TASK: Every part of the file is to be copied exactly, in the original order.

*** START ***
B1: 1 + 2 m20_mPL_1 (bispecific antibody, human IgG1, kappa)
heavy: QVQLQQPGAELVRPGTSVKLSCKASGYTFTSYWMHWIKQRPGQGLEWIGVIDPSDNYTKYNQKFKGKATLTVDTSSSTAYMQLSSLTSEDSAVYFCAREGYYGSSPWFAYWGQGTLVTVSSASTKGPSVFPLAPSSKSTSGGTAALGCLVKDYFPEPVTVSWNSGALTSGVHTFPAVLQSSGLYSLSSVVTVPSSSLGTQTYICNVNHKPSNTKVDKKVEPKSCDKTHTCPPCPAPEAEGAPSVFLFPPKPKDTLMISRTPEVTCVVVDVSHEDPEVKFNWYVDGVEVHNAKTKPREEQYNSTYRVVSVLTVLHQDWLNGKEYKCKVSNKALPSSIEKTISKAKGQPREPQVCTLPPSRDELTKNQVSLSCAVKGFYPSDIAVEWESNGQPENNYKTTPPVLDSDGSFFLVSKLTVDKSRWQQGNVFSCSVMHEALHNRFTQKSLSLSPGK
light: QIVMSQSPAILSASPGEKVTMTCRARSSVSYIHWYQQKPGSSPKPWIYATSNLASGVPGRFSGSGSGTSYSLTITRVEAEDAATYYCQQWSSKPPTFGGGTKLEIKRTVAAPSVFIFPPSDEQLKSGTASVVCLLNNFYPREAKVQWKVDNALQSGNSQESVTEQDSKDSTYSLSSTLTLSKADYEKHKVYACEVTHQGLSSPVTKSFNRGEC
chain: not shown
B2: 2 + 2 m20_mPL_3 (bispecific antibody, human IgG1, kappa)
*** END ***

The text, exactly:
B1: 1 + 2 m20_mPL_1 (bispecific antibody, human IgG1, kappa)
heavy: QVQLQQPGAELVRPGTSVKLSCKASGYTFTSYWMHWIKQRPGQGLEWIGVIDPSDNYTKYNQKFKGKATLTVDTSSSTAYMQLSSLTSEDSAVYFCAREGYYGSSPWFAYWGQGTLVTVSSASTKGPSVFPLAPSSKSTSGGTAALGCLVKDYFPEPVTVSWNSGALTSGVHTFPAVLQSSGLYSLSSVVTVPSSSLGTQTYICNVNHKPSNTKVDKKVEPKSCDKTHTCPPCPAPEAEGAPSVFLFPPKPKDTLMISRTPEVTCVVVDVSHEDPEVKFNWYVDGVEVHNAKTKPREEQYNSTYRVVSVLTVLHQDWLNGKEYKCKVSNKALPSSIEKTISKAKGQPREPQVCTLPPSRDELTKNQVSLSCAVKGFYPSDIAVEWESNGQPENNYKTTPPVLDSDGSFFLVSKLTVDKSRWQQGNVFSCSVMHEALHNRFTQKSLSLSPGK
light: QIVMSQSPAILSASPGEKVTMTCRARSSVSYIHWYQQKPGSSPKPWIYATSNLASGVPGRFSGSGSGTSYSLTITRVEAEDAATYYCQQWSSKPPTFGGGTKLEIKRTVAAPSVFIFPPSDEQLKSGTASVVCLLNNFYPREAKVQWKVDNALQSGNSQESVTEQDSKDSTYSLSSTLTLSKADYEKHKVYACEVTHQGLSSPVTKSFNRGEC
chain: not shown
B2: 2 + 2 m20_mPL_3 (bispecific antibody, human IgG1, kappa)